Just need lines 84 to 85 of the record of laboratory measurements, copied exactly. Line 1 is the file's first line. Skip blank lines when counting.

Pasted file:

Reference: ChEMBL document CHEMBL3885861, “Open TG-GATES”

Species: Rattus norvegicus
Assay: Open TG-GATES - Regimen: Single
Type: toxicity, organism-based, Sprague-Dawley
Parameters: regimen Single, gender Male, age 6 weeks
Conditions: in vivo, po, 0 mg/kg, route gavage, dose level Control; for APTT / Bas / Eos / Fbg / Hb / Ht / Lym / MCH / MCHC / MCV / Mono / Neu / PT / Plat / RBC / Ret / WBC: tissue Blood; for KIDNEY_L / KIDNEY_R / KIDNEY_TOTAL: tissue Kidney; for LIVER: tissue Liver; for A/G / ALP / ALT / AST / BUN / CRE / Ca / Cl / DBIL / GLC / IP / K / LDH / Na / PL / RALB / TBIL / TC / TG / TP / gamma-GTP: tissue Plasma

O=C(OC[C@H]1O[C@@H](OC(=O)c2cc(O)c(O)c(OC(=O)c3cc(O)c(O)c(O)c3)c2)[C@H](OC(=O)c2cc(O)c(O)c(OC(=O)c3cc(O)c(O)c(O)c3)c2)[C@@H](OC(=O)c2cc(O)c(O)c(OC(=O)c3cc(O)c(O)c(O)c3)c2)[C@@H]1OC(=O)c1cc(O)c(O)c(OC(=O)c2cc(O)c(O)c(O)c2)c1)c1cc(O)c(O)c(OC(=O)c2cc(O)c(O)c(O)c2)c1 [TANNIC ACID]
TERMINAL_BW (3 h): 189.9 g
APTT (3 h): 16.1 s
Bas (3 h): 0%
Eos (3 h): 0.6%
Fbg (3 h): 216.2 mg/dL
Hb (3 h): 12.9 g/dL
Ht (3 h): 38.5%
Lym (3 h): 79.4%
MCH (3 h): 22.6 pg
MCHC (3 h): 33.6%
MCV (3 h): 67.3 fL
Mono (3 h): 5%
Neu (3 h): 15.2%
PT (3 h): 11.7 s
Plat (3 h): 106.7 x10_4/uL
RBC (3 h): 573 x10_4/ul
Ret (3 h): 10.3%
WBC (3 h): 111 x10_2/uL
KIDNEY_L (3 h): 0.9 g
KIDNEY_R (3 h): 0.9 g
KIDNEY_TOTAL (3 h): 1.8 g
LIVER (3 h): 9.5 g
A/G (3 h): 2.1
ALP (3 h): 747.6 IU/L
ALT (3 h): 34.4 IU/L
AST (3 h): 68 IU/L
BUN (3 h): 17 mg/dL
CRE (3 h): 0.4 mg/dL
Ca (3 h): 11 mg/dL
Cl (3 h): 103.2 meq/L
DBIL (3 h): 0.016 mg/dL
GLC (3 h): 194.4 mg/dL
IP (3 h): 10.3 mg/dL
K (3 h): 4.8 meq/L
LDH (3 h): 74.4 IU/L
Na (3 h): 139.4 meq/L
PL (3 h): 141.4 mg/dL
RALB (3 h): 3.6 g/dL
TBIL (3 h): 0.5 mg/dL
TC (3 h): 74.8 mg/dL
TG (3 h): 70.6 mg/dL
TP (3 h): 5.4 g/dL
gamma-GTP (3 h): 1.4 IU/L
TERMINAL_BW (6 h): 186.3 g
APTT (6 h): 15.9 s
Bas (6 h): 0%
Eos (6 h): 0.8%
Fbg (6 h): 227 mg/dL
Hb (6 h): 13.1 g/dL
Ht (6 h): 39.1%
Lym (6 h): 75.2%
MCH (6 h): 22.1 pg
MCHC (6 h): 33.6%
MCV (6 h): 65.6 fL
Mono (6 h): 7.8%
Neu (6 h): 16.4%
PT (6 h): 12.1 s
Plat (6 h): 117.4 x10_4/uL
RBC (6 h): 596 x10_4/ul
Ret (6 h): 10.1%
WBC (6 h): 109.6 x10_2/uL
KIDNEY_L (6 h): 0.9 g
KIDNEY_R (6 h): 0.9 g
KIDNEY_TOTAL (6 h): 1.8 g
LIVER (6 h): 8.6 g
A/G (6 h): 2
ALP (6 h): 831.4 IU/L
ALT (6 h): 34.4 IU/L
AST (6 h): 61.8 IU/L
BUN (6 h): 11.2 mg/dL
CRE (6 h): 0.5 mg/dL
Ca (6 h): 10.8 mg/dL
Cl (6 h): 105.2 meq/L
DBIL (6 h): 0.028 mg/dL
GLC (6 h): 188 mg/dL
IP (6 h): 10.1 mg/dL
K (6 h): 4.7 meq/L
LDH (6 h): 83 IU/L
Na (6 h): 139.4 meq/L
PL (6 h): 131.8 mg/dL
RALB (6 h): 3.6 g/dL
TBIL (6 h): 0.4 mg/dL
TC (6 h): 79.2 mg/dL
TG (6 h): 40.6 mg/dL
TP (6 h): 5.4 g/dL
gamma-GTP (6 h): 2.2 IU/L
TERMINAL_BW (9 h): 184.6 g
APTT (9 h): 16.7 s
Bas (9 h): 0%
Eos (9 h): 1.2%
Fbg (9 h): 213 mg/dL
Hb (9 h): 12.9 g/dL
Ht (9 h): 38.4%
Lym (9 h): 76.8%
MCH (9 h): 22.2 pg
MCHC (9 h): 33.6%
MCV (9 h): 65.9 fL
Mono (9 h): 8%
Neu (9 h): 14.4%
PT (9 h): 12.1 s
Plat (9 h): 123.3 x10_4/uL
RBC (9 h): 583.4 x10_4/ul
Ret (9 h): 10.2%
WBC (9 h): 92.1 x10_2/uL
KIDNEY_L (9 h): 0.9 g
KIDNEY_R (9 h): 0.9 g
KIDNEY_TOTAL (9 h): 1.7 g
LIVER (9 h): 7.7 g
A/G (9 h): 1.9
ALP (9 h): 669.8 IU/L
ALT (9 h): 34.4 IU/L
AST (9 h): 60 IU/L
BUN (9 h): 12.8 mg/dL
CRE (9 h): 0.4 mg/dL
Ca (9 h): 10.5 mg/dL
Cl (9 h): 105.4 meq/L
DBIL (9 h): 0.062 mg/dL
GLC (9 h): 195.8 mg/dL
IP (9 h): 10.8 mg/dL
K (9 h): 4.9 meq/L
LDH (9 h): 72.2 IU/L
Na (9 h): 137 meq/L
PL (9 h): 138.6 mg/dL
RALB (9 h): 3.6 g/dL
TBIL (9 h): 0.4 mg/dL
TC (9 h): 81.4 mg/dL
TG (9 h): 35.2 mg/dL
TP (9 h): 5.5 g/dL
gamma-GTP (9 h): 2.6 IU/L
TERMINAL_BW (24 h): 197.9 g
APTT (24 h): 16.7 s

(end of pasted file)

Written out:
K (6 h): 4.7 meq/L
LDH (6 h): 83 IU/L